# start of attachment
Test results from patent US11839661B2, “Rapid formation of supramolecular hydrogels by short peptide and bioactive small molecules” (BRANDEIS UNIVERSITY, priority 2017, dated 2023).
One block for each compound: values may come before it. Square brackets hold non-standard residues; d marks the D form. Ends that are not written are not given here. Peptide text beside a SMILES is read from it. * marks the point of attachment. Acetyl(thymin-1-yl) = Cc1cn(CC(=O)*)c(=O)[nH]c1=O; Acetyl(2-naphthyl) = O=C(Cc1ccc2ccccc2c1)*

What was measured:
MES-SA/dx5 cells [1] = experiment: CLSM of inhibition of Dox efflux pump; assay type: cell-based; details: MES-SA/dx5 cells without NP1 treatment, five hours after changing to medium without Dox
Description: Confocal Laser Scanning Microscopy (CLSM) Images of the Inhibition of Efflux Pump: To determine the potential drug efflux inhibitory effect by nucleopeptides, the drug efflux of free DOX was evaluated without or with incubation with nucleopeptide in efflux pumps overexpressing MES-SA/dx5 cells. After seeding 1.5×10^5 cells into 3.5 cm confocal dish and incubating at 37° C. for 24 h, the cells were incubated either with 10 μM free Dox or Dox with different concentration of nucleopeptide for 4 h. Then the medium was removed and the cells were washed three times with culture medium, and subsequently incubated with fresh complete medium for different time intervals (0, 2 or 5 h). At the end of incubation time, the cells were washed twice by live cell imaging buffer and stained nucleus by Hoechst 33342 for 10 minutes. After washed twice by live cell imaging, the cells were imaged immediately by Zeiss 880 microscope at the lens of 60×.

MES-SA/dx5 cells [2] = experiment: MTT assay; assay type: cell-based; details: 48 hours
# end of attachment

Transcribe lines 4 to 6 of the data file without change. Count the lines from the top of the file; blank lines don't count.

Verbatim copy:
MES-SA/dx5 cells [1] = experiment: CLSM of inhibition of Dox efflux pump; assay type: cell-based; details: MES-SA/dx5 cells without NP1 treatment, five hours after changing to medium without Dox
Description: Confocal Laser Scanning Microscopy (CLSM) Images of the Inhibition of Efflux Pump: To determine the potential drug efflux inhibitory effect by nucleopeptides, the drug efflux of free DOX was evaluated without or with incubation with nucleopeptide in efflux pumps overexpressing MES-SA/dx5 cells. After seeding 1.5×10^5 cells into 3.5 cm confocal dish and incubating at 37° C. for 24 h, the cells were incubated either with 10 μM free Dox or Dox with different concentration of nucleopeptide for 4 h. Then the medium was removed and the cells were washed three times with culture medium, and subsequently incubated with fresh complete medium for different time intervals (0, 2 or 5 h). At the end of incubation time, the cells were washed twice by live cell imaging buffer and stained nucleus by Hoechst 33342 for 10 minutes. After washed twice by live cell imaging, the cells were imaged immediately by Zeiss 880 microscope at the lens of 60×.

MES-SA/dx5 cells [2] = experiment: MTT assay; assay type: cell-based; details: 48 hours